Drinking Water State Revolving Fund Program (DWSRF)

The Drinking Water State Revolving Fund (DWSRF) program is a low interest loan program to assist communities with a wide range of water quality infrastructure projects.

Shannon Fisher, P.E.

Program Manager

The North Dakota DWSRF Program is jointly managed by the North Dakota Department of Environmental Quality (NDDEQ) and the North Dakota Public Finance Authority (PFA). Financial information can be found at: https://www.pfa.nd.gov/.

State Revolving Fund Reinvented Presentation - December 14, 2023 (video recording)

DWSRF Program Questionnaire Workshop - May 19, 2022 (video recording)

Planned DWSRF Schedule

  • The DWSRF program began accepting questionnaires for projects to be included on the 2024 Intended Use Plan (IUP) on August 2, 2023. Questionnaires are due by October 2, 2023.

    Request for Project Information

  • A draft of the IUP will be available in early November 2023
  • A public hearing will be held in mid-November 2023
  • Public comments will be due by early December 2023

Program Highlights

  • The North Dakota DWSRF Program is jointly managed by the North Dakota Department of Environmental Quality (NDDEQ) and the North Dakota Public Finance Authority (PFA).
  • The current effective interest rate for DWSRF loans is 2.0 percent for most projects. This includes a 1.5 percent interest rate plus a 0.5 percent administration fee.
  • Loan terms up to 30 years are available depending on the useful life of the project.
  • The SRF programs require borrowers to only pay interest on loan funds that have been drawn.
  • There is no penalty for early payment from excess revenues; prepayments are not allowed from bond proceeds.
  • Bond counsel fees are the only cost of issuance expense.
  • The SRF programs prepare the continuing disclosure filings.

Use of Funds

  • Loans
  • Loan guaranties
  • A source of reserve and security for leveraged loans
    • proceeds must be place in the DWSRF
  • Buy or refinance existing local debt obligations
    • publicly-owned systems only
    • initial debt was incurred and construction started after July 1, 1993
  • Earn interest prior to disbursement of assistance
  • Set-asides (up to 31 percent of capitalization grant)
    • administration (up to 4 percent)
    • state environmental program assistance (up to 10 percent)
    • small system (less than 10,000 population) technical assistance (up to 2 percent)
    • local assistance and other state programs including the delineation and assessment of source water protection areas (up to 10 percent for any one activity with a maximum of 15 percent for all activities combined)
    • subsidized loans to disadvantaged communities as defined by the state and agreed to by the EPA (up to 30 percent)

To the extent that there are a sufficient number of eligible projects, at least 15 percent of the available funds must be annually used to provide project loan assistance to eligible PWSs that serve fewer than 10,000 persons. Available funds constitute the total annual allotment, including the required 20 percent state match, minus funds dedicated to the above set-asides (excluding the set-aside for disadvantaged communities).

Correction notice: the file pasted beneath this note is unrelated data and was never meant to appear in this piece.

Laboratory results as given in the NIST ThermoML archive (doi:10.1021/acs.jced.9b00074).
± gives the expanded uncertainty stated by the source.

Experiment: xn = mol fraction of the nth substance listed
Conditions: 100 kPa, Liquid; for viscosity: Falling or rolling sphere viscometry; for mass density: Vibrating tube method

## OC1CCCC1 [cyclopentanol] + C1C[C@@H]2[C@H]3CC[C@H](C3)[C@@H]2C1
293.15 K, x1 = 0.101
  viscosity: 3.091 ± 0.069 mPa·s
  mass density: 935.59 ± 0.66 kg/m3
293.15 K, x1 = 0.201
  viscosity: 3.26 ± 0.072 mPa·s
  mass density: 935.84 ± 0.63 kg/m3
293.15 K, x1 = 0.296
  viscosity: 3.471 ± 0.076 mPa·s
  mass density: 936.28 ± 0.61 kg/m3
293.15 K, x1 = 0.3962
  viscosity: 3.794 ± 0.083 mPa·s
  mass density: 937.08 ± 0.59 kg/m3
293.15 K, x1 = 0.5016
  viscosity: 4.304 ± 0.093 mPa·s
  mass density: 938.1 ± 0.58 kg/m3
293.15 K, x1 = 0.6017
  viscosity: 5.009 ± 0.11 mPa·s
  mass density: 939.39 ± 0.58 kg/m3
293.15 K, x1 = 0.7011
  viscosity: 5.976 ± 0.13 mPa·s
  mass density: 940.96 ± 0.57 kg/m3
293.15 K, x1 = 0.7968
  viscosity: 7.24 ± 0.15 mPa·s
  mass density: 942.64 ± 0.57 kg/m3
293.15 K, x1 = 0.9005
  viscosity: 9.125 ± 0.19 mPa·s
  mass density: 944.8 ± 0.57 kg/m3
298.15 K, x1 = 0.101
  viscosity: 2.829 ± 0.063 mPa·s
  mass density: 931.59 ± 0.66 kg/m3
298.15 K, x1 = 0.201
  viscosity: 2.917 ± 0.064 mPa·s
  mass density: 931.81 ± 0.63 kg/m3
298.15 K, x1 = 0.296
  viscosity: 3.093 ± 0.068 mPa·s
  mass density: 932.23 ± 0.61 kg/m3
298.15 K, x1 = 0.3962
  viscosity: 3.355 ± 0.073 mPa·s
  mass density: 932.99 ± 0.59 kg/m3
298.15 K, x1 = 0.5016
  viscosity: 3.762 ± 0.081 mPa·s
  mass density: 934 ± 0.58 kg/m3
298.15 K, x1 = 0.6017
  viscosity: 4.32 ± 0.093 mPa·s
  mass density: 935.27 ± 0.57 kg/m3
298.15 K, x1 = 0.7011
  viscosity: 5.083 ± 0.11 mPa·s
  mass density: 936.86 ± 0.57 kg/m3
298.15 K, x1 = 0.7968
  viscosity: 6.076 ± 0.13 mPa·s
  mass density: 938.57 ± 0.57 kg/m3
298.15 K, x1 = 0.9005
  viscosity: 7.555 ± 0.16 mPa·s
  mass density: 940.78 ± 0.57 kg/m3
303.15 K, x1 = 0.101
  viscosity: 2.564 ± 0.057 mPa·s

The overall philosophy of the North Dakota Department of Environmental Quality is to maximize the availability of DWSRF funds for project construction.

Eligible Applicants

  • Public water systems (PWSs) including:
    • community water systems, both publicly- and privately-owned
    • nonprofit noncommunity water systems (schools, publicly-owned campgrounds, parks, and rest areas)
  • Federally-owned PWSs are not eligible to receive DWSRF assistance

Eligible Project Types and Costs

  • Projects that address present Safe Drinking Water Act (SDWA) exceedances
  • Projects that prevent future SDWA exceedances (applies only to regulations in effect)
  • Projects to replace aging infrastructure
    • rehabilitate or develop drinking water sources to replace contaminated sources
    • install or upgrade drinking water treatment facilities if the project would improve the quality of drinking water to comply with primary or secondary SDWA standards
    • install or upgrade storage facilities, including finished water reservoirs, to prevent microbiological contaminants from entering the water system
    • install or replace transmission and distribution piping to prevent contamination caused by leaks or breaks, or to improve water pressure to safe levels
  • Projects to restructure and consolidate water supplies to rectify a contamination problem, or to assist systems unable to maintain SDWA compliance for financial or managerial reasons (assistance must ensure compliance)
  • Projects that purchase a portion of another system's capacity, if such purchase will cost-effectively rectify a SDWA compliance problem
  • Projects to construct a new system to serve homes with contaminated individual wells
  • Land acquisition
    • land must be integral to the project (i.e., needed to meet or maintain compliance and further public health protection such as land needed to locate eligible treatment or distribution facilities), and acquisition must be from a willing seller